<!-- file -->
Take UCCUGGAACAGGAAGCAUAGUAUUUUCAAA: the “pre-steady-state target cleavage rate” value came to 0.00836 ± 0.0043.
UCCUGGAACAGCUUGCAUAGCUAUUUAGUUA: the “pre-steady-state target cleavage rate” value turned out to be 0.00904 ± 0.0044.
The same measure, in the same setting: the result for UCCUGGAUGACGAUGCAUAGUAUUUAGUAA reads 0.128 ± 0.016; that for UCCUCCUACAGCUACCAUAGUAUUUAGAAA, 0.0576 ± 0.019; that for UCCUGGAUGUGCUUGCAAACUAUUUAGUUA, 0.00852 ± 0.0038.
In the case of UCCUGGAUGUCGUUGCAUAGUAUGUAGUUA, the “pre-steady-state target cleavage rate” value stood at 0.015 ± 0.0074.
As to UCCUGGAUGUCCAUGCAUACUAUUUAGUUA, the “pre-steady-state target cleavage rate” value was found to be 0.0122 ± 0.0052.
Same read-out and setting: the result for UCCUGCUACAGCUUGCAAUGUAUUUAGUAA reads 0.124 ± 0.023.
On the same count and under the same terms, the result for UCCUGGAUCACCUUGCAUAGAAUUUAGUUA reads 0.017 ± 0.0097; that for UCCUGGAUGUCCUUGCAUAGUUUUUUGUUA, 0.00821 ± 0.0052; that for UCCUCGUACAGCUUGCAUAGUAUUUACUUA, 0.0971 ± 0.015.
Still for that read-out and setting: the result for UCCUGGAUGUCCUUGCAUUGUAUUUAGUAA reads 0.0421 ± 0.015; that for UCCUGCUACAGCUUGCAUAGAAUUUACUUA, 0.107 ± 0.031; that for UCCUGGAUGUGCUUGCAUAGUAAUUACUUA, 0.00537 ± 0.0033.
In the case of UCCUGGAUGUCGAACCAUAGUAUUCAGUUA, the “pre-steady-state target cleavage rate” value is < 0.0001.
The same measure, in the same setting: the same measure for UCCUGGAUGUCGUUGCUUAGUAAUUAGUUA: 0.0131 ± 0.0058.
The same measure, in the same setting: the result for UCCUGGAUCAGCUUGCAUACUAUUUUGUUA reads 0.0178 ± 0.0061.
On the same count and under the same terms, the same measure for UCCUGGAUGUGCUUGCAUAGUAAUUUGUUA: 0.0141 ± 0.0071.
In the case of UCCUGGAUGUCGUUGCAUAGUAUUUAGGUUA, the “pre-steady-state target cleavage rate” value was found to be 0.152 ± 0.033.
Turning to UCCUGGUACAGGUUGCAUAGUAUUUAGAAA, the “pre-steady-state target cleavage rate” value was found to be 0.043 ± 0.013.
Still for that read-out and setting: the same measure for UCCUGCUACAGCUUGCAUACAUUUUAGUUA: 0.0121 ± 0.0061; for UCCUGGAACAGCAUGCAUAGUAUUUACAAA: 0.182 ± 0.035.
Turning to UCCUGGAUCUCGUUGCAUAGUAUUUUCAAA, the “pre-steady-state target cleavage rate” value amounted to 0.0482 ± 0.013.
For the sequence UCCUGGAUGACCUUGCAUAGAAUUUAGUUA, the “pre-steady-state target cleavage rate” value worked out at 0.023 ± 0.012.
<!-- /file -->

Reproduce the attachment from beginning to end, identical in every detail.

Take UCCUGGAACAGGAAGCAUAGUAUUUUCAAA: the “pre-steady-state target cleavage rate” value came to 0.00836 ± 0.0043.
UCCUGGAACAGCUUGCAUAGCUAUUUAGUUA: the “pre-steady-state target cleavage rate” value turned out to be 0.00904 ± 0.0044.
The same measure, in the same setting: the result for UCCUGGAUGACGAUGCAUAGUAUUUAGUAA reads 0.128 ± 0.016; that for UCCUCCUACAGCUACCAUAGUAUUUAGAAA, 0.0576 ± 0.019; that for UCCUGGAUGUGCUUGCAAACUAUUUAGUUA, 0.00852 ± 0.0038.
In the case of UCCUGGAUGUCGUUGCAUAGUAUGUAGUUA, the “pre-steady-state target cleavage rate” value stood at 0.015 ± 0.0074.
As to UCCUGGAUGUCCAUGCAUACUAUUUAGUUA, the “pre-steady-state target cleavage rate” value was found to be 0.0122 ± 0.0052.
Same read-out and setting: the result for UCCUGCUACAGCUUGCAAUGUAUUUAGUAA reads 0.124 ± 0.023.
On the same count and under the same terms, the result for UCCUGGAUCACCUUGCAUAGAAUUUAGUUA reads 0.017 ± 0.0097; that for UCCUGGAUGUCCUUGCAUAGUUUUUUGUUA, 0.00821 ± 0.0052; that for UCCUCGUACAGCUUGCAUAGUAUUUACUUA, 0.0971 ± 0.015.
Still for that read-out and setting: the result for UCCUGGAUGUCCUUGCAUUGUAUUUAGUAA reads 0.0421 ± 0.015; that for UCCUGCUACAGCUUGCAUAGAAUUUACUUA, 0.107 ± 0.031; that for UCCUGGAUGUGCUUGCAUAGUAAUUACUUA, 0.00537 ± 0.0033.
In the case of UCCUGGAUGUCGAACCAUAGUAUUCAGUUA, the “pre-steady-state target cleavage rate” value is < 0.0001.
The same measure, in the same setting: the same measure for UCCUGGAUGUCGUUGCUUAGUAAUUAGUUA: 0.0131 ± 0.0058.
The same measure, in the same setting: the result for UCCUGGAUCAGCUUGCAUACUAUUUUGUUA reads 0.0178 ± 0.0061.
On the same count and under the same terms, the same measure for UCCUGGAUGUGCUUGCAUAGUAAUUUGUUA: 0.0141 ± 0.0071.
In the case of UCCUGGAUGUCGUUGCAUAGUAUUUAGGUUA, the “pre-steady-state target cleavage rate” value was found to be 0.152 ± 0.033.
Turning to UCCUGGUACAGGUUGCAUAGUAUUUAGAAA, the “pre-steady-state target cleavage rate” value was found to be 0.043 ± 0.013.
Still for that read-out and setting: the same measure for UCCUGCUACAGCUUGCAUACAUUUUAGUUA: 0.0121 ± 0.0061; for UCCUGGAACAGCAUGCAUAGUAUUUACAAA: 0.182 ± 0.035.
Turning to UCCUGGAUCUCGUUGCAUAGUAUUUUCAAA, the “pre-steady-state target cleavage rate” value amounted to 0.0482 ± 0.013.
For the sequence UCCUGGAUGACCUUGCAUAGAAUUUAGUUA, the “pre-steady-state target cleavage rate” value worked out at 0.023 ± 0.012.